Which passport do you have?

I’m really, really, REALLY beginning to appreciate the freedom and flexibility that comes with my American passport.

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I’ve never thought about it much before, but after speaking with several different men from Arab and African countries, I’m feeling a bit of the weight they must carry with the lack of freedom to move about and travel whenever, wherever they want. Even when they have the financial resources and are multi-lingual, their passports are a stumbling block.  (Look at the passport rankings to see what I’m talking about.)

Don’t kid yourself. Our movement on this planet is not by plane, train or ship—-rather it’s by unearned privilege!  With my American passport in hand, I can book a ticket on the TransSiberian Railroad and travel more than 5,000 miles from Moscow through Siberia, across Mongolia and into Beijing, as a friend and I did in 2009. No questions asked.

The reverse is not true. Many people in the world (most in fact) cannot visit the USA or anywhere else unless they jump through many, many hoops and are fortunate not to stumble along the way.

Is that how the wealthy, “developed” Western countries maintain control, by restricting travel of the population from the “other” parts of the world?

The Universal Declaration of Human Rights, adopted by the U.N. General Assemby in 1948, addresses the right of travel but doesn’t seem to be worth the paper it’s printed on.

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Article 13.
(1) Everyone has the right to freedom of movement and residence within the borders of each state.
(2) Everyone has the right to leave any country, including his own, and to return to his country.

 

Article 14.
(1) Everyone has the right to seek and to enjoy in other countries asylum from persecution.
(2) This right may not be invoked in the case of prosecutions genuinely arising from non-political crimes or from acts contrary to the purposes and principles of the United Nations.

Ask the 1.8 million Palestinians imprisoned in the Gaza Strip about what they think of their right to leave and return to their country.

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Mural on Palestine Stadium entrance in Gaza

Ask the Palestinian beach soccer team, or Mohammed Naim Shahada (27), or Mohammed Tamraz (26), or Najah Yassin (53), or Fida Argelawi (32) or Samir Mustafa (55) —- all stuck in Gaza. As described in this Haaretz article in June 2015:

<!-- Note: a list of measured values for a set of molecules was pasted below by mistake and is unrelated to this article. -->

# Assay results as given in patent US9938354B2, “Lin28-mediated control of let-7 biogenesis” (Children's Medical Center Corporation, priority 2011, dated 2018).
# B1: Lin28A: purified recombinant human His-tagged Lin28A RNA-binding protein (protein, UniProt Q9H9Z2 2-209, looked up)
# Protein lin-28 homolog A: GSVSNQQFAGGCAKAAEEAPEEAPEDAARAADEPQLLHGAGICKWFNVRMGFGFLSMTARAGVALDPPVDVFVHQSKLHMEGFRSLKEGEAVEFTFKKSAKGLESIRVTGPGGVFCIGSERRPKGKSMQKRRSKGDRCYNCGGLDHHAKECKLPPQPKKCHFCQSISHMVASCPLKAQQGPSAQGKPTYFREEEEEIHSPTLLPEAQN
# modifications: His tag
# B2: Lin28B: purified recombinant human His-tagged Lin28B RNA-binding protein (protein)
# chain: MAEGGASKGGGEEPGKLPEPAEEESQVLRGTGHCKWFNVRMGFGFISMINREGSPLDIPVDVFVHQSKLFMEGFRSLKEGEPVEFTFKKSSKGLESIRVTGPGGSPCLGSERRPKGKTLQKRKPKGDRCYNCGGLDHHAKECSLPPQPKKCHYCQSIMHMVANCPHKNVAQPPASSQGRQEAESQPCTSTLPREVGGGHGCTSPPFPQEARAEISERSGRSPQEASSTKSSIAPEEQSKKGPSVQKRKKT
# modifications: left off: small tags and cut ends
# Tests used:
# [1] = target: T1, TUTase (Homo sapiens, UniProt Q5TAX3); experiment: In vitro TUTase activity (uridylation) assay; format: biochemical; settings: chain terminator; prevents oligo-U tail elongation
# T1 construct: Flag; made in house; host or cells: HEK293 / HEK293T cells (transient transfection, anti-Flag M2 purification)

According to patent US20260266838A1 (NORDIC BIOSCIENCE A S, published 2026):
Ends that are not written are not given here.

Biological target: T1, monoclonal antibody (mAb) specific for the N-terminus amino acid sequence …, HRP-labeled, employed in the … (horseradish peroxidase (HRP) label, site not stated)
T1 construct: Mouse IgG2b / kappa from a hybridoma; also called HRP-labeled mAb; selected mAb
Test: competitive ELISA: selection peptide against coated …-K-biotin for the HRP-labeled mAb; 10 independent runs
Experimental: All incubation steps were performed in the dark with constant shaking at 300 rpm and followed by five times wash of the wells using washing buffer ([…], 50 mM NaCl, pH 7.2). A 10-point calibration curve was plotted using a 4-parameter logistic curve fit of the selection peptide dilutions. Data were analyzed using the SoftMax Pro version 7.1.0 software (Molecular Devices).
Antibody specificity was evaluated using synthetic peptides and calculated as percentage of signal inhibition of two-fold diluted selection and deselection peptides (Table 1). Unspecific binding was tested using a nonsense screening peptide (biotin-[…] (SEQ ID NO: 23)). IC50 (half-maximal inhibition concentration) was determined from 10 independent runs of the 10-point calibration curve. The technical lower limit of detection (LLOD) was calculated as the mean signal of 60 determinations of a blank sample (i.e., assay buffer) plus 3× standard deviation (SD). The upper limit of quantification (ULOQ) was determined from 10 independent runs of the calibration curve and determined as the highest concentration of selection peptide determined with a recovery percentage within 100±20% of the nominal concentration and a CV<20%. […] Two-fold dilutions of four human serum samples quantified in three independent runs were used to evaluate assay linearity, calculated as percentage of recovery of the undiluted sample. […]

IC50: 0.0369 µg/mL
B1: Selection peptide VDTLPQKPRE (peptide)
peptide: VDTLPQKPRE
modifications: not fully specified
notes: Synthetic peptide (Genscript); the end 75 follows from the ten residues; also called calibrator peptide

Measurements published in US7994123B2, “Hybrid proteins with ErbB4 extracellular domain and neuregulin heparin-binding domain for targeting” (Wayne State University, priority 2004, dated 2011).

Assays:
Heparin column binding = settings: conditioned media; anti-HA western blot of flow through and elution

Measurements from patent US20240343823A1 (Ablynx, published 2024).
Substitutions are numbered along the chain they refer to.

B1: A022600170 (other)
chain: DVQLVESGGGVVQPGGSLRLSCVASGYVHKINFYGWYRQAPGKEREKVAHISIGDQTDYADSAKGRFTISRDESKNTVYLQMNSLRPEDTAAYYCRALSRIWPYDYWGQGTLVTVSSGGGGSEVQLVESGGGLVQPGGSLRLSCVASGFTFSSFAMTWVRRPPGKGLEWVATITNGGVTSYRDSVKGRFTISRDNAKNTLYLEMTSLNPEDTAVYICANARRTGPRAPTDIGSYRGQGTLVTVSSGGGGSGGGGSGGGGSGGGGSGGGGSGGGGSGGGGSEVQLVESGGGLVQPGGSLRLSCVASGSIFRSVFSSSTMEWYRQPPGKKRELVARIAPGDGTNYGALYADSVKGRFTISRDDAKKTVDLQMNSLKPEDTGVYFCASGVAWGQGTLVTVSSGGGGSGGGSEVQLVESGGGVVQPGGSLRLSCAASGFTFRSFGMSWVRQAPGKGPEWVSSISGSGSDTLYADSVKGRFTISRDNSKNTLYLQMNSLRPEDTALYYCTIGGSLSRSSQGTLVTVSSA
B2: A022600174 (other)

Samir Mustafa arrived [in the Gaza Strip] from the United States for a funeral in January, and has not been able to leave since. Mustafa immigrated to the United States 35 years ago and has U.S. citizenship. He lives in Maryland with his wife and their five children. In January this year he traveled to Gaza through the Rafah crossing to attend a family member’s funeral, and has not been able to leave. Mustafa worked in a spare parts warehouse, but was notified a month and a half ago that he has been fired for failure to show up for work.

“When I asked for assistance from the U.S. consulate they told me that I violated a travel warning that prohibits entry to Gaza since 2003, as if they’d forgotten that I’m from Gaza and I came to see my family,” said Mustafa. “Lately they’ve been telling me I’m on a waiting list, but I don’t know how much time I’ll have to wait. My wife and children have been living off the little savings we have, but it’s running out. I worked my whole life, in Israel as well, now I’ve spent six months walking around doing nothing in Gaza. I don’t understand why they don’t let me leave here and return to my wife and children.” According to Israeli authorities, since Mustafa did not enter Gaza through the Erez crossing, he is not allowed to leave from it, and therefore his only option is leaving through Rafah – which Egypt nearly always keeps closed.

Some small minds (Trump and Netanyahu for example) think that walls are the solution to keep the “others” out.

What would happen if, instead of focusing on keeping people out, we (the privileged Western nations) focused on ensuring that the benefits we enjoy are spread magnanimously around the planet.  There really is enough to go around. We have the resources, the technology, imagination and the brains to do it. We simply lack the heart and spirit of generosity.

This might explain in a small way why I’m so passionate about the rights of Palestinians, especially those imprisoned in the Gaza Strip. The burden of this illegal restriction on simple movement is unbearable to imagine, but it’s real and it must end.